People who live in the Seventh Congressional District can now share information about mail delivery delays they are experiencing.
Congresswoman Abigail Spanberger has launched an online survey to collect information about these experiences and people’s concerns about the future of the U.S. Postal Service.
According to a release, this survey is one part of her effort to respond to recent developments involving the USPS and Postmaster General Louis DeJoy.
“Since Friday, my office has received more than 1,200 messages from Central Virginians voicing concern for the U.S. Postal Service and frustration at ongoing attempts to sabotage this vital institution. Our neighbors, seniors, and local business owners are concerned about the administration’s escalating hostility toward the Postal Service, and they don’t want to see their important mail and deliveries taken hostage during a blatantly political fight,” said Spanberger. “Each day, Americans in all 50 states use the USPS to send and receive paychecks, receive much-needed prescription drugs, fill customer orders for their small businesses, pay their bills on time, mail care packages and letters to their loved ones, and – during election season – vote safely and conveniently by mail. The service that the USPS provides is especially vital for rural Americans. Because private companies don’t see an economic incentive to serve these areas, the USPS often becomes responsible for making final delivery of UPS or FedEx packages to remote, rural addresses. In a district where seven out of our 10 counties are predominately rural, I am keenly aware of how damaging and isolating it would be to many of my constituents if the Postal Service was rendered nonfunctional.”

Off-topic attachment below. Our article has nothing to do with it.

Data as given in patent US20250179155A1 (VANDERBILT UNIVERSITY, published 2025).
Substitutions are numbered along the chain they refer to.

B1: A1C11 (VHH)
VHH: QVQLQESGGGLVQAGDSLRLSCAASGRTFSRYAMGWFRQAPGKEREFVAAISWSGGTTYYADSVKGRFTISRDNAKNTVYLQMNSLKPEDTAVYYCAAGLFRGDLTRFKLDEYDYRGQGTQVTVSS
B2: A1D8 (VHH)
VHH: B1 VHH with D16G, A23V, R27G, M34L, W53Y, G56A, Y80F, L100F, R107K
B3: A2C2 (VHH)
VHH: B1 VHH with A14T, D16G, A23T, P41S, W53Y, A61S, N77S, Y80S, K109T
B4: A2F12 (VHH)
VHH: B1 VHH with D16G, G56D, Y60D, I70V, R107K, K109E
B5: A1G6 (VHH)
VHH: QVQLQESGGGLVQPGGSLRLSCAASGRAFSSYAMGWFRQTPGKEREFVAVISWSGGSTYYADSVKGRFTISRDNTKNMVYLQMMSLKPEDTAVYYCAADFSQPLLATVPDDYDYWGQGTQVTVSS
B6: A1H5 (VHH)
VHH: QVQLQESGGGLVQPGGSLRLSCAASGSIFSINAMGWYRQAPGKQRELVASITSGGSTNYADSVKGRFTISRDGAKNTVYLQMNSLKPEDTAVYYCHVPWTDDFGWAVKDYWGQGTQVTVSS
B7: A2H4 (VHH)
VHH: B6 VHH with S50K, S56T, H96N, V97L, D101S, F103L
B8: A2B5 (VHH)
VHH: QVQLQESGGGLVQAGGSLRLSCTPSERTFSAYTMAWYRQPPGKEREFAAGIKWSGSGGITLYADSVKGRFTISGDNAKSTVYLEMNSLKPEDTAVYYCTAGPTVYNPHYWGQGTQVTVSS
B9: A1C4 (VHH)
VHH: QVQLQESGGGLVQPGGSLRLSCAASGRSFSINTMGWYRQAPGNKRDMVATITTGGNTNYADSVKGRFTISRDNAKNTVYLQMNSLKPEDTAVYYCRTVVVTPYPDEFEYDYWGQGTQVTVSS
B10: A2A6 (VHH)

She also says that weakening the USPS will harm people living in Central Virginia.
DeJoy has now said operational changes that were underway at USPS will be halted until after the November election.
To take the survey, click here.